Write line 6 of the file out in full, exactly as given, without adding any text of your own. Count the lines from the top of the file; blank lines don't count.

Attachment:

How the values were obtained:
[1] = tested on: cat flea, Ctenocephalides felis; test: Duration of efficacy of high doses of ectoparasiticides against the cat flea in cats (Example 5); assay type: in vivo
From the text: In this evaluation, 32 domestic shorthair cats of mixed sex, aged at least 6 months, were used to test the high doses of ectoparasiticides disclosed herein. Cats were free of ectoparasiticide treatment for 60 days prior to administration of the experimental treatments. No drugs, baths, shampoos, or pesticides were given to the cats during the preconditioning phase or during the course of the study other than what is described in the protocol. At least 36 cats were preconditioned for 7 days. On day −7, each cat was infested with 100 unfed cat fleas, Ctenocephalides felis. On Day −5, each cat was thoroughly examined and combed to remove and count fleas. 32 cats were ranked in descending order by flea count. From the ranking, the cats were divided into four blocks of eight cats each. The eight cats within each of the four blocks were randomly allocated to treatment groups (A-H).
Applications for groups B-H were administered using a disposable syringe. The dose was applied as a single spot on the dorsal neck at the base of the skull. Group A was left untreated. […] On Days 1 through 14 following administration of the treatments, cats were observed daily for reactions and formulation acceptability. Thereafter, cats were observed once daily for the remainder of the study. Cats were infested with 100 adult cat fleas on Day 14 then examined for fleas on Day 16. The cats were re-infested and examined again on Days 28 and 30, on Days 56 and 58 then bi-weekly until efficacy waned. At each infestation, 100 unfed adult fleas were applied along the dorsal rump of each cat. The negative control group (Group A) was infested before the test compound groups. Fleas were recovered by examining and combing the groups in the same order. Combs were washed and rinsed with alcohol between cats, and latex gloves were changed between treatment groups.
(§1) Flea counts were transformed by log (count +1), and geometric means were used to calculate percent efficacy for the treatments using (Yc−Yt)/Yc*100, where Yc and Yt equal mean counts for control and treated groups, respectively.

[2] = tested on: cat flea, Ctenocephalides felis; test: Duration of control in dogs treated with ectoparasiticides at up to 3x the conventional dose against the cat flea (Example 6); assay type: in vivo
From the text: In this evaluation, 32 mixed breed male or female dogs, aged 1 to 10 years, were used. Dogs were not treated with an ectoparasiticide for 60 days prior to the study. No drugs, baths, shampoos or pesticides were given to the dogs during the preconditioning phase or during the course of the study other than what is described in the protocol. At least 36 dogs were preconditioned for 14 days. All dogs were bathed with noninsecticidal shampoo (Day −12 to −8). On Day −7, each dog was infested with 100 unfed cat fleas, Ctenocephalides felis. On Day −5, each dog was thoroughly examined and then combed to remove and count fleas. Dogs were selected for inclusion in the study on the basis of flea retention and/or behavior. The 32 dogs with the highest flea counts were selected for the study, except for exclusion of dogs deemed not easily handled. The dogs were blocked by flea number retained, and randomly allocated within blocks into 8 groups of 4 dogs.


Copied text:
[2] = tested on: cat flea, Ctenocephalides felis; test: Duration of control in dogs treated with ectoparasiticides at up to 3x the conventional dose against the cat flea (Example 6); assay type: in vivo